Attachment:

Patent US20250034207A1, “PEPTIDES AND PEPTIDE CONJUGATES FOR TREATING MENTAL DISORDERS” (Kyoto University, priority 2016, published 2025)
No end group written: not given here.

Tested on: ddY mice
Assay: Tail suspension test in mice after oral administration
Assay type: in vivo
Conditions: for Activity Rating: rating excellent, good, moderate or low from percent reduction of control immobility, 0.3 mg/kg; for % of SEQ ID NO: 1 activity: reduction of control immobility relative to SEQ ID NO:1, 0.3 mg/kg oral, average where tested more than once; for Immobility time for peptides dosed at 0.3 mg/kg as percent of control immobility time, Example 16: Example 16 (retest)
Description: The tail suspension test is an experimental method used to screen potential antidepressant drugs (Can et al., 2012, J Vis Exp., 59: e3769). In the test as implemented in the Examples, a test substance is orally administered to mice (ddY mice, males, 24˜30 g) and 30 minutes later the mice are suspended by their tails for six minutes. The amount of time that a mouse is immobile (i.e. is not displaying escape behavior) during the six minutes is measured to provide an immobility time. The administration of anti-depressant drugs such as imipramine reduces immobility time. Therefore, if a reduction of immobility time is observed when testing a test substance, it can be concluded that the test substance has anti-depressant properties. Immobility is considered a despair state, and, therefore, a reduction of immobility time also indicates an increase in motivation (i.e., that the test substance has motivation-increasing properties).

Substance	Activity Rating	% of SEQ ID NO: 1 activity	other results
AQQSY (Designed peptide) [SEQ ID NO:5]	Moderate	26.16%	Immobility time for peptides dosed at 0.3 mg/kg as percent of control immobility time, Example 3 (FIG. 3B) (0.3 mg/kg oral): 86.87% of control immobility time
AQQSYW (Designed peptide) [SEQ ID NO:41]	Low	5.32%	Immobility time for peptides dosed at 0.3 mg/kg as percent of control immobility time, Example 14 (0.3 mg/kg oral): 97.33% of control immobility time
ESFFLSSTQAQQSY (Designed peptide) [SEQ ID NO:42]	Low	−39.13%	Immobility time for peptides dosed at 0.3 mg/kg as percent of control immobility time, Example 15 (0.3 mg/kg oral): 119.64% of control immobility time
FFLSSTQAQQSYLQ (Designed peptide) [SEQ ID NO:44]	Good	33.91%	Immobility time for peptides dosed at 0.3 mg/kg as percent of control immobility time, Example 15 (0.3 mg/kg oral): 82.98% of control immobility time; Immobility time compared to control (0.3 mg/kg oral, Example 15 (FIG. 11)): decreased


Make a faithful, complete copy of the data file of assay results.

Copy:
Patent US20250034207A1, “PEPTIDES AND PEPTIDE CONJUGATES FOR TREATING MENTAL DISORDERS” (Kyoto University, priority 2016, published 2025)
No end group written: not given here.

Tested on: ddY mice
Assay: Tail suspension test in mice after oral administration
Assay type: in vivo
Conditions: for Activity Rating: rating excellent, good, moderate or low from percent reduction of control immobility, 0.3 mg/kg; for % of SEQ ID NO: 1 activity: reduction of control immobility relative to SEQ ID NO:1, 0.3 mg/kg oral, average where tested more than once; for Immobility time for peptides dosed at 0.3 mg/kg as percent of control immobility time, Example 16: Example 16 (retest)
Description: The tail suspension test is an experimental method used to screen potential antidepressant drugs (Can et al., 2012, J Vis Exp., 59: e3769). In the test as implemented in the Examples, a test substance is orally administered to mice (ddY mice, males, 24˜30 g) and 30 minutes later the mice are suspended by their tails for six minutes. The amount of time that a mouse is immobile (i.e. is not displaying escape behavior) during the six minutes is measured to provide an immobility time. The administration of anti-depressant drugs such as imipramine reduces immobility time. Therefore, if a reduction of immobility time is observed when testing a test substance, it can be concluded that the test substance has anti-depressant properties. Immobility is considered a despair state, and, therefore, a reduction of immobility time also indicates an increase in motivation (i.e., that the test substance has motivation-increasing properties).

Substance	Activity Rating	% of SEQ ID NO: 1 activity	other results
AQQSY (Designed peptide) [SEQ ID NO:5]	Moderate	26.16%	Immobility time for peptides dosed at 0.3 mg/kg as percent of control immobility time, Example 3 (FIG. 3B) (0.3 mg/kg oral): 86.87% of control immobility time
AQQSYW (Designed peptide) [SEQ ID NO:41]	Low	5.32%	Immobility time for peptides dosed at 0.3 mg/kg as percent of control immobility time, Example 14 (0.3 mg/kg oral): 97.33% of control immobility time
ESFFLSSTQAQQSY (Designed peptide) [SEQ ID NO:42]	Low	−39.13%	Immobility time for peptides dosed at 0.3 mg/kg as percent of control immobility time, Example 15 (0.3 mg/kg oral): 119.64% of control immobility time
FFLSSTQAQQSYLQ (Designed peptide) [SEQ ID NO:44]	Good	33.91%	Immobility time for peptides dosed at 0.3 mg/kg as percent of control immobility time, Example 15 (0.3 mg/kg oral): 82.98% of control immobility time; Immobility time compared to control (0.3 mg/kg oral, Example 15 (FIG. 11)): decreased